“Life Through Another Lens” features stories of NYJL members, in their own words, to shed light on how we experience the world and the NYJL through different lenses informed by our individual identities. In this edition, NYJL Member Noreen Okarter reflects on what drew her to the League, her favorite League memories, and more. Noreen is currently serving as the NYJL’s Finance Council Head.
This article has been lightly edited for clarity.
I joined the Junior League of LA in 2012 and transferred to the New York Junior League in 2016. The incredible opportunities to volunteer with the League are what first drew me to join, as I have been a lifelong volunteer. I remember volunteering at nursing homes and food pantries as early as four years old with my parents, and as an adult I was looking for an organized way to give back to my community. I was not disappointed, as the NYJL is a very well-run machine. A welcome surprise was also the amazing friendships I have also made through the League!
In terms of involvement, I have served on Artistic Journeys and CHEF. I also now serve as Finance Council Head and previously served as Finance Council Associate. Back in Los Angeles, I also was New Membership Chair and served as an Associate for Strategic Planning.
How do you identify yourself?
Often, people are perplexed on how I answer the question of how I identify myself. I think that having a strong sense of self is equally as important as my cultural background. When I think ‘Who is Noreen?’ my mind does not immediately go to what I look like. I first think of my passions – I am a distance runner, gluten-free eater and baker, data enthusiast, museum lover and a yogi. These are some of the things that make me me. Culturally, I identify as Nigerian-American, and I am very proud of my Nigerian heritage and being a first-generation American. I think that being a first-generation American has gifted me with the ability to better appreciate other cultures, and as such I love traveling and studying other languages. For example, I am a huge Francophile and have been studying French for seven years.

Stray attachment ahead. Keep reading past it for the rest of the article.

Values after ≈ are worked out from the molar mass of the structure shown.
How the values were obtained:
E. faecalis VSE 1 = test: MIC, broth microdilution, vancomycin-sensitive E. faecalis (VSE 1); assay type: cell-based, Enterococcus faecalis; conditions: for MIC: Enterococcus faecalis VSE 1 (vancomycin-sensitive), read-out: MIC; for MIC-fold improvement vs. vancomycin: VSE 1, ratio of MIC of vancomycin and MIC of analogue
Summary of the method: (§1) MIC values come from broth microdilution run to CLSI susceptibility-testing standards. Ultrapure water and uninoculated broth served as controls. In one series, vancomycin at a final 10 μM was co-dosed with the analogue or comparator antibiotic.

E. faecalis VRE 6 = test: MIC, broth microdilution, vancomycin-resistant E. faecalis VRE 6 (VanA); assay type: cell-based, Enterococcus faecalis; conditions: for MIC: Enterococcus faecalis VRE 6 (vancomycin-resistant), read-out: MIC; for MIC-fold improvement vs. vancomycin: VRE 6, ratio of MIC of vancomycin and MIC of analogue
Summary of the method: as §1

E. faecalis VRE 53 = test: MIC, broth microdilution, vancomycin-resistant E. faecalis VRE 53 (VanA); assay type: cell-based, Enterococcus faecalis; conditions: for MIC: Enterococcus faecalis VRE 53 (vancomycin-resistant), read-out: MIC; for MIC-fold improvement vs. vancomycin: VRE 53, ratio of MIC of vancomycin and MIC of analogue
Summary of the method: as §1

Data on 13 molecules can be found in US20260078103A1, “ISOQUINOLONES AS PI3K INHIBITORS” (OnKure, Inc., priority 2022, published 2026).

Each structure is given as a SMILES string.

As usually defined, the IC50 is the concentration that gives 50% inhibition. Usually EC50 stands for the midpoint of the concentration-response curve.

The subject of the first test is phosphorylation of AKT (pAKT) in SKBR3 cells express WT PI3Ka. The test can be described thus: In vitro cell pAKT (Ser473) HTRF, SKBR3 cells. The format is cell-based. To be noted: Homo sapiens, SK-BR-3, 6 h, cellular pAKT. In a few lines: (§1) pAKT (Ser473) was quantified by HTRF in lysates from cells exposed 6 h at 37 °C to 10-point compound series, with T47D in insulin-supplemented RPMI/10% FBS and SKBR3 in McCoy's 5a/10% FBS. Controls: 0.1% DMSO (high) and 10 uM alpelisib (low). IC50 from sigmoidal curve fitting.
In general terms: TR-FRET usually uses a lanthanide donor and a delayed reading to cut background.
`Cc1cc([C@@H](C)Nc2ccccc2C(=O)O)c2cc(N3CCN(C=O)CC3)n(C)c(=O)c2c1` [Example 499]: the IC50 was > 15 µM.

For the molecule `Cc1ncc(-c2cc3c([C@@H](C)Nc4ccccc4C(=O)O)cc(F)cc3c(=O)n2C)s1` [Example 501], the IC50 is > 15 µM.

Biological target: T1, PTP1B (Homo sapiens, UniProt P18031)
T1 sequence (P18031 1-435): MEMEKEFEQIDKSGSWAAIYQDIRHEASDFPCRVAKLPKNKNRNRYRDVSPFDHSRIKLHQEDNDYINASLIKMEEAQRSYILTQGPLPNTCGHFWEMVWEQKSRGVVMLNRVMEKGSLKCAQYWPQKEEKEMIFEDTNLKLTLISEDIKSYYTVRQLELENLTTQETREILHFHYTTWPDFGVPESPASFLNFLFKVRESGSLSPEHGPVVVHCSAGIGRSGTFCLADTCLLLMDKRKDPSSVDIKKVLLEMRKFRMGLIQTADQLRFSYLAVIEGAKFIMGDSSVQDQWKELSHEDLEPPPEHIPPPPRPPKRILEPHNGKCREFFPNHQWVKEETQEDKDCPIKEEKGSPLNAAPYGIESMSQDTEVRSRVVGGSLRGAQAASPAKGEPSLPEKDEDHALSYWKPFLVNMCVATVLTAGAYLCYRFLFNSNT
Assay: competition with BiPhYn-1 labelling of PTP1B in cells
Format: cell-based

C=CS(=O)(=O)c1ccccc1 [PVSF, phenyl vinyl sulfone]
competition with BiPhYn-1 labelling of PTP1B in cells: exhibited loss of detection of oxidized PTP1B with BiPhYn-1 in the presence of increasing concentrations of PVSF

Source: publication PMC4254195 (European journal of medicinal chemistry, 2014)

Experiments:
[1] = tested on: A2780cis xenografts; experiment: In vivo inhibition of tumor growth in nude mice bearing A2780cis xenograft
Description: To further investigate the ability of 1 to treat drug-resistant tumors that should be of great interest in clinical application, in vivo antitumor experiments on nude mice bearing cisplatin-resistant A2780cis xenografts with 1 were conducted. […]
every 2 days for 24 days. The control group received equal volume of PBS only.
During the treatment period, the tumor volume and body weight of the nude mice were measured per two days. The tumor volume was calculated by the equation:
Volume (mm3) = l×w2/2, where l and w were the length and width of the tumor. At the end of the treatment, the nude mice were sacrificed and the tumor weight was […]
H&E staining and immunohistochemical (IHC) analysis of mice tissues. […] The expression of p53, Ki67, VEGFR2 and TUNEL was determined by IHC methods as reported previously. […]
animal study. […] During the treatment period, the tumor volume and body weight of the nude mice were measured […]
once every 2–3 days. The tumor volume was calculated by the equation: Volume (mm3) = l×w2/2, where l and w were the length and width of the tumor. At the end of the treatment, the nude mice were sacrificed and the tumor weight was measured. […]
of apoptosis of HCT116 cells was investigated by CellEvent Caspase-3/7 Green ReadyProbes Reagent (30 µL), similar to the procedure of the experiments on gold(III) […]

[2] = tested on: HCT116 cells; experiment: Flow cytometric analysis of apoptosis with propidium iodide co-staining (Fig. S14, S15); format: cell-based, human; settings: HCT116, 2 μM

What are some of your favorite NYJL memories?
One of my favorite and most striking New York Junior League memories was the opportunity I had to work with children of color while on the Artistic Journeys committee. During an art lesson, I taught the students about Jean-Michel Basquiat (an artist of Haitian descent) and it was very meaningful to teach these young people that art is not just for people who look like Van Gogh and Monet – it’s for them as well.
I also have very fond memories of my work with CHEF. Helping people transition out of homelessness during the COVID-19 pandemic was incredibly inspiring, and it felt like an important project in terms of making sure folks were using the pandemic as a time for growth and to lean into positive, healthy habits.
How has your time with the NYJL transferred to other areas of your life?
My work with the League has made me a more compassionate and empathetic person overall. It has also made me more grateful for the day-to-day blessings that are so easy to take for granted. It’s important to get outside of my own bubble and immerse myself in the world, and the NYJL has enabled me to do just that. I recall after one particular Junior League community event, I was filled with immense gratitude for my parents, and I called my parents and thanked them for all they have done for me throughout my life, but especially during my childhood. Volunteering with the League has opened my eyes in so many positive ways.
Working with the NYJL has also bolstered my professional skill set. I work in finance today, and there are skills I have built with my leadership and volunteer roles at the League which I would not typically get to flex in my day job.
Any other advice you’d like to share?
It is really important for members to always think in terms of what is best for the collective good of the League – both today and for the future. That’s a mindset I would encourage every member to adopt. A lot of members do a great job of this already, and there are more opportunities to do so. This is the mindset I have always tried to use when approaching my work with the NYJL, and that’s one of the primary reasons I have had such an enjoyable time and built so many lifelong friendships.
Like most things in life, you get out of Junior League what you put in. If I could sum up the Junior League in one motto, it would be “Carpe Diem.” So my advice would be to introduce yourself to a NYJL member you’ve never met before, sign up for the next DIAD, fill out an expense form, attend the next VET training, and purchase next year’s Winter Ball ticket. Go for it because NYJL is so much fun!